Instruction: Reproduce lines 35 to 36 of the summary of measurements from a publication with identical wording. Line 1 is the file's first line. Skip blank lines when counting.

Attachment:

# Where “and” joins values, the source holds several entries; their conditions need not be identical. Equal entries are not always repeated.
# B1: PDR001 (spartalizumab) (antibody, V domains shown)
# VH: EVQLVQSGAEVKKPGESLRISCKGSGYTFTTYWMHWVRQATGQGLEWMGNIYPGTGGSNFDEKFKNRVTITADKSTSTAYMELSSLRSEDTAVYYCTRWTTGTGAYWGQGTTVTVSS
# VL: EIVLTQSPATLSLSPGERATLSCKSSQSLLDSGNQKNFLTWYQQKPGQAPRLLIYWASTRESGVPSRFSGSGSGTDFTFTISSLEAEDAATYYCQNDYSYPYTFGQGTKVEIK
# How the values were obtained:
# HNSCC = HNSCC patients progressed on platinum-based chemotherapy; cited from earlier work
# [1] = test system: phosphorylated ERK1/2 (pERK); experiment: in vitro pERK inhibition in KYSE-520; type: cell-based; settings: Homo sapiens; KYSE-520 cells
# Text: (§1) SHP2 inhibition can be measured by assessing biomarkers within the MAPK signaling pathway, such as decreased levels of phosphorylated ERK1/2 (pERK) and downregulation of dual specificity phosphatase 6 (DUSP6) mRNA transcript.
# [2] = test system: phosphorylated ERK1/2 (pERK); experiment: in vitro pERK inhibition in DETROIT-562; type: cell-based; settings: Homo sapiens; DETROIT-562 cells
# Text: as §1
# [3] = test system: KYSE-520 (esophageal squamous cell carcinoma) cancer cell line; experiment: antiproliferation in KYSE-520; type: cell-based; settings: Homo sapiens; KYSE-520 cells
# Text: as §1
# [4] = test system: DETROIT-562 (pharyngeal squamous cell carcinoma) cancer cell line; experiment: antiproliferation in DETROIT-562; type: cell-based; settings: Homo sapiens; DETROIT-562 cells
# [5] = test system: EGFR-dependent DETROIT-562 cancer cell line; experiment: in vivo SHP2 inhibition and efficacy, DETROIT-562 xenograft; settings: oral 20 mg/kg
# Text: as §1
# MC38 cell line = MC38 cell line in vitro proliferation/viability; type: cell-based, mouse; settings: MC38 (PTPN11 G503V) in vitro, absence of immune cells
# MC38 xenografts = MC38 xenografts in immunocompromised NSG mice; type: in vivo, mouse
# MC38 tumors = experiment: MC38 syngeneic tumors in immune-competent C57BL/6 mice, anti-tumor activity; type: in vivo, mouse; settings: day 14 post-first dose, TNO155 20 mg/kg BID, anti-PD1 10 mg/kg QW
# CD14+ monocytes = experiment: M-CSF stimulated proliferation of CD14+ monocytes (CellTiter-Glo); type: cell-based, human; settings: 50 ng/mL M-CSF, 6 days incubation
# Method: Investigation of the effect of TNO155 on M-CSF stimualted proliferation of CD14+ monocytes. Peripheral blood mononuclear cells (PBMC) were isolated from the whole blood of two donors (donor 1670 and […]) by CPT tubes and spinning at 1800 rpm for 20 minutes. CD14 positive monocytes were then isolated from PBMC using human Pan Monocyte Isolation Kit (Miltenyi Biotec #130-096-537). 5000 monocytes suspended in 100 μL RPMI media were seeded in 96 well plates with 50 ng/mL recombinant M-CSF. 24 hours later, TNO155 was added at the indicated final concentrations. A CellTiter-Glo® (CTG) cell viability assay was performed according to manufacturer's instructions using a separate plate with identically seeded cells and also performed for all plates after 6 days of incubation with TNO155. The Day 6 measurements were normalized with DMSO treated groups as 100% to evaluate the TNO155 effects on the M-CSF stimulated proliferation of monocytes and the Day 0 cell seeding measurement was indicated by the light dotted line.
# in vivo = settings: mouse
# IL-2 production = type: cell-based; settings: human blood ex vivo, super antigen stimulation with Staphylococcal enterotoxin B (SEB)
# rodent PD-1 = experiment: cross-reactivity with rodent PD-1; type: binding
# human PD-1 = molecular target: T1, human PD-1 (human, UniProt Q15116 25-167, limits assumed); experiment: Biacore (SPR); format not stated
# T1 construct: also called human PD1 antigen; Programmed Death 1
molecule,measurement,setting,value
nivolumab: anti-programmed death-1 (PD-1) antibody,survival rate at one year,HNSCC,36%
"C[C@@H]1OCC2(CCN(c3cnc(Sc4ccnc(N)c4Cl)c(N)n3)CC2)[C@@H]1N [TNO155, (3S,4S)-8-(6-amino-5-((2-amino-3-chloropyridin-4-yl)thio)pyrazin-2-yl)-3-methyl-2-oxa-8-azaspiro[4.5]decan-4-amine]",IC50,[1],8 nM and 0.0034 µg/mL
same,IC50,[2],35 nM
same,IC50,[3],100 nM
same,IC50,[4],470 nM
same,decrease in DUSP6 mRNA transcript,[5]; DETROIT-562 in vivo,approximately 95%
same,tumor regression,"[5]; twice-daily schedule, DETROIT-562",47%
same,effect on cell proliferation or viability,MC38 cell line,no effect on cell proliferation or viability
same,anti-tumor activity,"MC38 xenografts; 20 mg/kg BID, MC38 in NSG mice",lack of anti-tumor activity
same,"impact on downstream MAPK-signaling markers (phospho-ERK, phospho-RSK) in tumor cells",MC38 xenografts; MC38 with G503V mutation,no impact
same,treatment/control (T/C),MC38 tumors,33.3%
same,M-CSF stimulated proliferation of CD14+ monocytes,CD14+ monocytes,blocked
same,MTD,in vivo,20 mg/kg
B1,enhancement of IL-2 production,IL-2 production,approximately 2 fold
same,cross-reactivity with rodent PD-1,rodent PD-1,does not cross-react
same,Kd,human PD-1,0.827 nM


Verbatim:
same,anti-tumor activity,"MC38 xenografts; 20 mg/kg BID, MC38 in NSG mice",lack of anti-tumor activity
same,"impact on downstream MAPK-signaling markers (phospho-ERK, phospho-RSK) in tumor cells",MC38 xenografts; MC38 with G503V mutation,no impact